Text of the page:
Students from a Warwickshire school enjoyed a once-in-a-lifetime opportunity to play alongside some of basketball’s global greats as part of the Jr. NBA programme.

Fifteen Alcester Grammar School students got the chance to go head-to-head with Queensbridge School in Birmingham at The Regal in Lambeth, taking to the court as the Jnr Washington Wizards.

The game was staged as part of the activities relating to the NBA London Game 2019 between the Washington Wizards and New York Knicks, providing another fantastic opportunity for Jr. NBA Basketball England participants to enjoy incredible experiences through basketball.

As part of the special opportunity, the students were coached by NBA champions Caron Butler, Bob Dandridge and Phil Chenier as well as four-time NBA All-Star Latrell Sprewell before tip-off.

Alcester lost the match but centre Jack Harrison, 12, found it an incredible learning experience working with Butler and Chenier as well as WNBA player Natasha Cloud.

He said: “It’s amazing to meet the professionals and you are trying to pick everything up because they know so much.

“They helped me improve my game so much in a short space of time. It makes you a better player in the long run.

“It was just a one-of-a-kind experience for me and my team. It helps us grow and become better players.”

Both schools, who have been part of the Jr. NBA since it started, were given specially made kits for the match and there were other activities including a shooting contest, skills challenge and dance competition.

After the game the legends, including the 7ft7in Gheorghe Mureșan, signed autographs and posed for photos with the youngsters as well as Watford striker Troy Deeney, who also attended to support the teams.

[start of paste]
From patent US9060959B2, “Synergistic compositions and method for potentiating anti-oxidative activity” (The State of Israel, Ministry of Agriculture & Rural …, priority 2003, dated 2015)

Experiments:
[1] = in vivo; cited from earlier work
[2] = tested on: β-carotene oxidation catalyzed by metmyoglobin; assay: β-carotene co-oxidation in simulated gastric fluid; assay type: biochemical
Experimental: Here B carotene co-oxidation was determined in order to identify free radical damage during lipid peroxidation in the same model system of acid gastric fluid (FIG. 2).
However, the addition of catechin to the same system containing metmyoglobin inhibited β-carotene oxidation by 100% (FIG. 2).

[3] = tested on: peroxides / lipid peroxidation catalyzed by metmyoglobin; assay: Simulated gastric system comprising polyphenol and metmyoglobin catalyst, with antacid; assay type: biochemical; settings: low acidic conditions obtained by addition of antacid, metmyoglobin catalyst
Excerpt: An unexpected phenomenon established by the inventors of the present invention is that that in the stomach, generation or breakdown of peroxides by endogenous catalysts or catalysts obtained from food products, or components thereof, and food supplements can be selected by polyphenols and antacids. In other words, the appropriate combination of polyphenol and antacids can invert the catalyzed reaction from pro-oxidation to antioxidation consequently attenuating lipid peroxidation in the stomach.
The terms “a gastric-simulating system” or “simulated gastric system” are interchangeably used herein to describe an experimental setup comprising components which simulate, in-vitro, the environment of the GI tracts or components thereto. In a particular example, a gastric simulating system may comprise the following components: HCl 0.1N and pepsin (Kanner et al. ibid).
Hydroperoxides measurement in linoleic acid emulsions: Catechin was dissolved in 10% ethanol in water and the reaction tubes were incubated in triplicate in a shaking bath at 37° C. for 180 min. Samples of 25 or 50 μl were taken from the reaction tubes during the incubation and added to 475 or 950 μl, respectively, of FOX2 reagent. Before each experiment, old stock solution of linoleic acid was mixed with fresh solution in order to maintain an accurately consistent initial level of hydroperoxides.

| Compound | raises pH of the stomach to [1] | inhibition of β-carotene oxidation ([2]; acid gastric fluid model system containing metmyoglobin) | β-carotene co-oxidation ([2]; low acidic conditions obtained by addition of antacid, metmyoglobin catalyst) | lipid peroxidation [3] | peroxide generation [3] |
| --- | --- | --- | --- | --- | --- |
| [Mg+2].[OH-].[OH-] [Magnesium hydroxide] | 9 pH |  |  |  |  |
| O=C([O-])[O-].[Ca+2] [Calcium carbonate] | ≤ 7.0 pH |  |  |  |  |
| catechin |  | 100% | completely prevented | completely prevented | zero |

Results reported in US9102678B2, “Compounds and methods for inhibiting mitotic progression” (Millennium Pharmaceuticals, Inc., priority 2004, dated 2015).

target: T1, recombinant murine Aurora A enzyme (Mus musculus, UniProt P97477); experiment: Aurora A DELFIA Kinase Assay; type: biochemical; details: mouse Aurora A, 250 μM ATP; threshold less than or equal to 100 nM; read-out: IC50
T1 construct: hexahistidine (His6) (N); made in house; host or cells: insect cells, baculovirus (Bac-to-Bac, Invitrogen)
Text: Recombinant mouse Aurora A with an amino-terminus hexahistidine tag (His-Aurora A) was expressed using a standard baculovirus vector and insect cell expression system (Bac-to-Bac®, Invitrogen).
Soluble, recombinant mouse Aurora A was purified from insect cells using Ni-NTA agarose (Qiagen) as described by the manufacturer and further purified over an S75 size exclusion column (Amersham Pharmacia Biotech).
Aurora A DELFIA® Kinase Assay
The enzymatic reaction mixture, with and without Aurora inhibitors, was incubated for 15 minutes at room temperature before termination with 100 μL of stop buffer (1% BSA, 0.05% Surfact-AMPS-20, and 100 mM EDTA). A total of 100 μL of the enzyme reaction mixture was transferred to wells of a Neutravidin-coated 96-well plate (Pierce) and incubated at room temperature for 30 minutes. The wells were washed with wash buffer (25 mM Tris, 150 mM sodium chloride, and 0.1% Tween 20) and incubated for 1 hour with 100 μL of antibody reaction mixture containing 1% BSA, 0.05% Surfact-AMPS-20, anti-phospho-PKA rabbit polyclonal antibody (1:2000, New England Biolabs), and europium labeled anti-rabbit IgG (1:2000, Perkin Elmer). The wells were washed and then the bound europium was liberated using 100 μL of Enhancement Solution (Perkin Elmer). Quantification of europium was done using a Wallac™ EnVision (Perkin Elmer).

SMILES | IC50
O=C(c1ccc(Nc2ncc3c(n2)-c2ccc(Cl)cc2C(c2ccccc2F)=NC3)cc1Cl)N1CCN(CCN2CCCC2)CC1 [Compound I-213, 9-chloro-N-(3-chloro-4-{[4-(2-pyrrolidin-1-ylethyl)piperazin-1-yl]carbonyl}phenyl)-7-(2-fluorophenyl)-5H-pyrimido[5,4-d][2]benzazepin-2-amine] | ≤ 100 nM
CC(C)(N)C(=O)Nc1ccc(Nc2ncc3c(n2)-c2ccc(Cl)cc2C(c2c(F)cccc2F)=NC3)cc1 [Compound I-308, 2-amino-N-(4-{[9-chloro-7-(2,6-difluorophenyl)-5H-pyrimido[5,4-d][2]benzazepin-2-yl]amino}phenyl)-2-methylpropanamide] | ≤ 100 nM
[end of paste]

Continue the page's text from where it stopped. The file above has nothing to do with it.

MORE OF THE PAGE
Jr. NBA Basketball England Leagues are designed to leverage the excitement of the NBA to inspire participation, and the programme aims to promote the shared NBA and Basketball England values of teamwork, leadership, fitness and healthy living through league games, Jr. NBA youth clinics, and league Finals events.

In 2018, Basketball England expanded their Jr. NBA offering significantly, moving from five to 13 leagues across the country to help bring the programme to more than 4,500 children aged 11 and 12.

“Playing in a specialised basketball facility like this is great. They get inspiration from some coaches and players,” said Alcester Grammar School teacher Jamie Richens.

“The students were able to show off what they’ve have learnt in the past couple of years.

“These guys have mostly been playing for two years now and competing in a different situation, under a bit of pressure with spectators, makes it a difference experience for them.

“We’ve got more than 100 students playing basketball at school. It’s probably our quickest growing and most successful sports club at school.

“Events like this help raise the profile of basketball even more.

“It was just a great spectacle for them and the chance to pick up from the expertise of professional players and coaches is something they won’t get again.”

To find out more about Basketball England the Jr. NBA programme, please go to